RAID 0 - new motherboard, need to recover hard drives!!!

I have a Dell XPS Studio and there was a small issue with the sound and long-story-short, they said they'd replace the motherboard because there was a faulty line-in for the audio. What they didn't even bother to mention is that in changing out the motherboard, it apparently wipes the hard drives. When I turn the computer on it says it can't find the operating system. Dell is basically just telling me "too bad for you" which is just stellar service because they're the ones that did this and they didn't even bother telling me this would happen....but I need to recover the data on those hard drives!!!!

I've done all the diagnostics and the computer and hard drives themselves are perfectly fine. It can see the hard drives there, but the computer won't boot up because according to the Dell tech support the RAID 0 array was broken when they took out the old motherboard. It was replaced with the exact same motherboard type, by the way.

So is there a program or anything I can somehow use or is there anything I can do to get the data off those hard drives?
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More about raid motherboard recover hard drives
  1. If it was replaced by the exact same motherboard with the same chipset, it should work. Any chance you didn't plug the SATA cables into the exact same ports?
  2. I have swapped RAIDed drives between different motherboards and as long as you put them back where they were - it finds them - you will have to set RAID in the bios again.

    Im voting with 4745454b (forgot my ascii conversion) - you have the cables mixed or bios set wrong
  3. Unfortunately I did not perform the work on the computer. A Dell technician came out to do that so I'm not sure if the cables are mixed up or not.

    So I suppose I could just switch the cables and see if that makes a difference? That and I'll check the RAID settings in the BIOS...
  4. Best answer
    Did you set BIOS to RAID mode?
  5. cutts: he needs data recovery that can read from RAID drives, it appears icare doesnt do that. And for such simple undelete-software you should not have to pay $70.

    By the way the Ubuntu method is still the most safe and reliable method to regain access to the data on a broken RAID array. Simply connecting the drives directly to windows can be dangerous; so i would avoid this route.
  6. Seems like I've been getting 3 consesus suggestions in asking around about this :

    1) The SATA cables were incorrectly re-attached by the Dell tech.
    2) The BIOS needs to be set to RAID
    3) Install Ubuntu and in theory the computer should boot up as normal with the data on the hard drives intact.

    Thank you all for your help and suggestions! I really appreciate how quick and helpful all the responses have been here! So I'll be working through these 3 potential solutions in order on Saturday so we'll see what happens. I'll post with the results...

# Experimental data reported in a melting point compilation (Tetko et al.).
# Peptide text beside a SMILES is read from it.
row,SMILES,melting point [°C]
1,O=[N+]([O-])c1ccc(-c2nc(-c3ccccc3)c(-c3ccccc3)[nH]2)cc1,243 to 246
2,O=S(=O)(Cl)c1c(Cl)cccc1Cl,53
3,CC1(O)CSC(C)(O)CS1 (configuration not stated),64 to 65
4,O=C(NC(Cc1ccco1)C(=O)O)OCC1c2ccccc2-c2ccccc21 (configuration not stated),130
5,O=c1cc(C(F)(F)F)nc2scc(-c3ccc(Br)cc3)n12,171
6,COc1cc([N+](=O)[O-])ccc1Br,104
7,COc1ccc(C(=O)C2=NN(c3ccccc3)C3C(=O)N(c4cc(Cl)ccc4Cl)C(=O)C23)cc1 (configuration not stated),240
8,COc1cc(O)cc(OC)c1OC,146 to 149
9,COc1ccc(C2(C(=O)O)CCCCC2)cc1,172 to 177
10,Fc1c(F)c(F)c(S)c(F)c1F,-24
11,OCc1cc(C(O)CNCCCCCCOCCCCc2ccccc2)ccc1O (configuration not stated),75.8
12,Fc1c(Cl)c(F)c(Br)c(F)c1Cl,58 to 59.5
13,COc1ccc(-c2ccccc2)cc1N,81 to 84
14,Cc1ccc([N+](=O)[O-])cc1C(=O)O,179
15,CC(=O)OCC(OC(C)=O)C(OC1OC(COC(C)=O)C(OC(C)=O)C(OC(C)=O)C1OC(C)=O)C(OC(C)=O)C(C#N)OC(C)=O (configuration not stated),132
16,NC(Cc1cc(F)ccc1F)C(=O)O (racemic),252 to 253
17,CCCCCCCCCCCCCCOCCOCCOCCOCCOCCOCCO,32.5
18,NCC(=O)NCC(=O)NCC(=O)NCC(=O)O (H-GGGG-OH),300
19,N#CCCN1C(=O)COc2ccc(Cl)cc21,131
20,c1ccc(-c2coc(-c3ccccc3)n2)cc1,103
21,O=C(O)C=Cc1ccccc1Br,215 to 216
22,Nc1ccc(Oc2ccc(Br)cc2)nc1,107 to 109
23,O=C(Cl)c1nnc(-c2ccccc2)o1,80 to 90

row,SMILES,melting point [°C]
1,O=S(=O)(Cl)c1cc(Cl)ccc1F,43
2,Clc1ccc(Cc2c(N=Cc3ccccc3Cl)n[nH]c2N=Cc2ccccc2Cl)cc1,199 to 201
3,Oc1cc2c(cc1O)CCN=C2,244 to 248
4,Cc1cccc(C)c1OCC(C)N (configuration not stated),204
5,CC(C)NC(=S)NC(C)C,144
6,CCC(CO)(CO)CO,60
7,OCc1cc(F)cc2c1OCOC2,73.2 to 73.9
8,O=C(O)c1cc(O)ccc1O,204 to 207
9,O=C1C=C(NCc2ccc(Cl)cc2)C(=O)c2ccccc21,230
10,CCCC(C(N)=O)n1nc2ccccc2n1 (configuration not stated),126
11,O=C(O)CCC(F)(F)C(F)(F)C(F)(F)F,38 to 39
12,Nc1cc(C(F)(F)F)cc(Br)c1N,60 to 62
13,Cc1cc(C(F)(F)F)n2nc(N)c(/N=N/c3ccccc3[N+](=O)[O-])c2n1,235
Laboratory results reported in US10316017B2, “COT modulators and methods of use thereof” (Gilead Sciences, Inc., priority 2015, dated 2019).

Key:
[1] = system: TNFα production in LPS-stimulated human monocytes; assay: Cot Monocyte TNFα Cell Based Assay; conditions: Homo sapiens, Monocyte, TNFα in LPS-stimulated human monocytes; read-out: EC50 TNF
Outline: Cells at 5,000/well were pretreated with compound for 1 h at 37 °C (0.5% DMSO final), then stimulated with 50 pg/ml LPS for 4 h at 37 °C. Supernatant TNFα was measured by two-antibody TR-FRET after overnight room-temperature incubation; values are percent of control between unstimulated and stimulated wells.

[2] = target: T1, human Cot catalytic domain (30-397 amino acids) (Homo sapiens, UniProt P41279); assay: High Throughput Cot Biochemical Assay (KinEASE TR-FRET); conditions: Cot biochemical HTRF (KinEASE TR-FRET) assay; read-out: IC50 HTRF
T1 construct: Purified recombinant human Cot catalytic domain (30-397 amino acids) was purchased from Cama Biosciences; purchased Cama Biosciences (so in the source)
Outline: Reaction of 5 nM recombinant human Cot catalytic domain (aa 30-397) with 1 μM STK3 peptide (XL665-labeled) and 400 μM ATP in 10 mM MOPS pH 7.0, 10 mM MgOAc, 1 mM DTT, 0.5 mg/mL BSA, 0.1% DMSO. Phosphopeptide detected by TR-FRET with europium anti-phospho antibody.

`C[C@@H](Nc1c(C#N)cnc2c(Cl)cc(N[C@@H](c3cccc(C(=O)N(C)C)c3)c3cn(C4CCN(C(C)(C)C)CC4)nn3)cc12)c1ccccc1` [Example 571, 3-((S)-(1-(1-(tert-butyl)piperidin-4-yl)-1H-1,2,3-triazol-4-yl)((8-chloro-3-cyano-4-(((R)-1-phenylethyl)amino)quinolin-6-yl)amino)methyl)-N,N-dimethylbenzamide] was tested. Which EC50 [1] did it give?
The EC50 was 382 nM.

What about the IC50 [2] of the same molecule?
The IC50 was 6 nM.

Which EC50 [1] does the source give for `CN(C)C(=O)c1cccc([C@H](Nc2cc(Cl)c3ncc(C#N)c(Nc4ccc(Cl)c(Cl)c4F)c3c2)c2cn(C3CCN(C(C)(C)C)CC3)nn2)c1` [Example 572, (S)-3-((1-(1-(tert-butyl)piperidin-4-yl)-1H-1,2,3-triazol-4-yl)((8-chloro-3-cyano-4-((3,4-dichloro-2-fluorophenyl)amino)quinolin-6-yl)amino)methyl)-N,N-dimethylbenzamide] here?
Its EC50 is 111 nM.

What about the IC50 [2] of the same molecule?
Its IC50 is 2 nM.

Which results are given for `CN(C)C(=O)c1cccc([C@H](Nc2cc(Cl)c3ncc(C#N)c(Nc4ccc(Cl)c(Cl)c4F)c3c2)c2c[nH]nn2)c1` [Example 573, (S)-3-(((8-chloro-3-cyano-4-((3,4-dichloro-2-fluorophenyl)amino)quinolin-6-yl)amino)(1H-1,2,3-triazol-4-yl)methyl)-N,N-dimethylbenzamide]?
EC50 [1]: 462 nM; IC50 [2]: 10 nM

7. OK, well I decided to not wait til the weekend and went ahead and tinkered with it today. And it's now fixed!

    All I did was get into the BIOS during boot-up and as mentioned the hard drive setting defaulted to ATA. So I changed that to RAID and it booted right up with all the data intact. The whole process took about 30 seconds to do.

    Not that I wasn't already, but considering how easy this turned out to be to fix I am absolutely disgusted with Dell's service. I spoke with 4 or 5 people over the phone and all of them insisted that somehow my hard drives were magically deleted in changing out the motherboard. First, don't you think you'd tell a customer that up front if that was a possibility?! Why would a company perform a fix for a minor problem that they believe has the side effect of bricking the computer?! Second, it's not even true. What a joke.

    On the opposite side of the coin is this forum. Thank you all for your suggestions as they proved invaluable to me in getting my computer back up and running. Thank you all so much!
  8. LOL, you won't believe some tech support people. And sorry about that, I completely forgot to make sure it was switched on in the bios or I would have suggested it.

    My tech support hell story. I moved recently and took my AT&T DSL service with me. There was a couple week delay in getting the service moved over, no biggie as I was busy unpacking anyways. After the third day or so they finally got around to getting me hooked up. It still wouldn't work. I called them up and found out I have to re-register my modem with their service. Ok I said, lets do that. She told me to type in so I could configure the modem. I told her I have the older 4 light Speedstream modem, and I can't do that. I said typing in those numbers will send me to my router. After confirming this is the case, she had me remove the router and do it again. I again told her you can only do that with the newer 5 light modems, not the older 4 light ones.

    Long story short, after telling me several times she does this hundreds of times a day, and having me try my other NIC and my wifes machine, I had her send me up a level. The FIRST thing that guy asked (while laughing) was "was she really trying to do that with your modem?" I said yes, and he quickly got it working. You would think the tech support people would know what they are doing, and be able to fix things, but such is sadly not the case. (also a shame that they refuse to listen to the customer when he actually does know better.)
  9. Best answer selected by stitch-jones.
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